China has rebuked the UK calls to boycott the 2022 Beijing Winter Olympics, saying any such practice “is doomed to fail”.
The Foreign Affairs Committee said on Thursday the Government should boycott the Games to heap pressure on China over its alleged mass detention of more than one million Uighur Muslims in Xinjiang.
Following a similar call from Labour, the committee said ministers should not attend the Beijing Winter Olympics and “should urge others not to do so”.
However, China’s Foreign Ministry spokesman Wang Wenbin dismissed the boycott threat as an “attempt to disrupt, obstruct and sabotage the preparation and convening of the Beijing Winter Olympic Games out of political motivation”.
“All sectors of the international community, including the governments and Olympic committees of many countries, and the International Olympic Committee, have all expressed their clear opposition to such practice that is doomed to fail.”
As part of the boycott, the Government was also urged to abstain from sending officials to ceremonies and functions, discourage UK businesses from sponsoring or advertising at the event.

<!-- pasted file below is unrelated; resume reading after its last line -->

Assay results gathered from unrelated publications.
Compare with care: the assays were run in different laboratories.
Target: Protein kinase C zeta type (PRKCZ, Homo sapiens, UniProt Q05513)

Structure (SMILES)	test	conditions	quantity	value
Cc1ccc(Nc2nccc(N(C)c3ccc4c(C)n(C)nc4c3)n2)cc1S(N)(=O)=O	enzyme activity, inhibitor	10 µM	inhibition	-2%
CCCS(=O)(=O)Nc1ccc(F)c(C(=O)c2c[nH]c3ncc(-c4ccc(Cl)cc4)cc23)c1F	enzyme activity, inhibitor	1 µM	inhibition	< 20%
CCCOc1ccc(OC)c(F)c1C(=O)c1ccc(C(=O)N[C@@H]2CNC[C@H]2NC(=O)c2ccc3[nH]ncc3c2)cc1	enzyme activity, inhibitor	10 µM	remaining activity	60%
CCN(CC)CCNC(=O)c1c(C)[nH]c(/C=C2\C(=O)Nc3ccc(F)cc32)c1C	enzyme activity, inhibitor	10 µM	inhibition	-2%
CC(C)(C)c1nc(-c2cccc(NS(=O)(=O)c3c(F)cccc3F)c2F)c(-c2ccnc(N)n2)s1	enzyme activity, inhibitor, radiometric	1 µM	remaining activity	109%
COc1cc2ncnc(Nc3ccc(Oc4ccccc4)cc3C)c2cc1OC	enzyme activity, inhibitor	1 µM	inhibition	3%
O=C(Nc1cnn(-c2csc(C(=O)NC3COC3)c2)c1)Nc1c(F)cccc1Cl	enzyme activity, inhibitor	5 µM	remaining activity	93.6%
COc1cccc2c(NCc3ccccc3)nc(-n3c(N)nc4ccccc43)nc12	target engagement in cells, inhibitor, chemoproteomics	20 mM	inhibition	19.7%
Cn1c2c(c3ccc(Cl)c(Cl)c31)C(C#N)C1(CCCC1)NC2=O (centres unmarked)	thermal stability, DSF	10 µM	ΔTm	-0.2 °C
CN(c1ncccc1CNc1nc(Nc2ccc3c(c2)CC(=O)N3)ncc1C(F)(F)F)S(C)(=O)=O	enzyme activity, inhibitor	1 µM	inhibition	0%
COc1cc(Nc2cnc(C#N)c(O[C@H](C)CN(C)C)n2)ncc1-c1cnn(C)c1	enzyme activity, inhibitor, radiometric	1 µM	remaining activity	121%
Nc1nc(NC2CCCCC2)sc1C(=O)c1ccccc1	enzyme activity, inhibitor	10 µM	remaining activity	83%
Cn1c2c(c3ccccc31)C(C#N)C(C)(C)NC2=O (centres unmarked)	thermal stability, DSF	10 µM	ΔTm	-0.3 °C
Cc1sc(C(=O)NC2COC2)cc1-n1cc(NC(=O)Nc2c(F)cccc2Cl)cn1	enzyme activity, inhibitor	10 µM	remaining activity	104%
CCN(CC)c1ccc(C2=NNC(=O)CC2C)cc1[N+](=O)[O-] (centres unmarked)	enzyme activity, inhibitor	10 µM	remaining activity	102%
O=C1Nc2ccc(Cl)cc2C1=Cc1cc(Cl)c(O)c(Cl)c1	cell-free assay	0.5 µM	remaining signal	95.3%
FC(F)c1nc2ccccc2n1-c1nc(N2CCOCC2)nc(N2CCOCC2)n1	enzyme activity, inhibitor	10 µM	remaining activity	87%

Fans and tourists should also be encouraged to stay away and athletes discouraged from supporting Beijing’s propaganda efforts, MPs said.
China claims that its camps in Xinjiang are used to fight terrorism, but this is disputed on the international stage including by Britain, the European Union and the US.
The House of Commons voted to declare the treatment of Uighurs and others in north-west China is genocide earlier this year in another move to pressure the UK Government.
Tom Tugendhat, the Foreign Affairs Committee’s chair, said: “UK Government should recognise Parliament’s decision, strengthen our response at home, and urge our international partners to protect our own supply chains being used to profit from abuses.
“China, Britain and others were key to building the institutions to prevent a repeat of the barbarity we saw in Asia and Europe eighty years ago. Now is the time to use them.”
Prime Minister Boris Johnson said during Prime Minister’s Questions on Wednesday he will consider calls for a diplomatic boycott, but is “instinctively against” taking such action.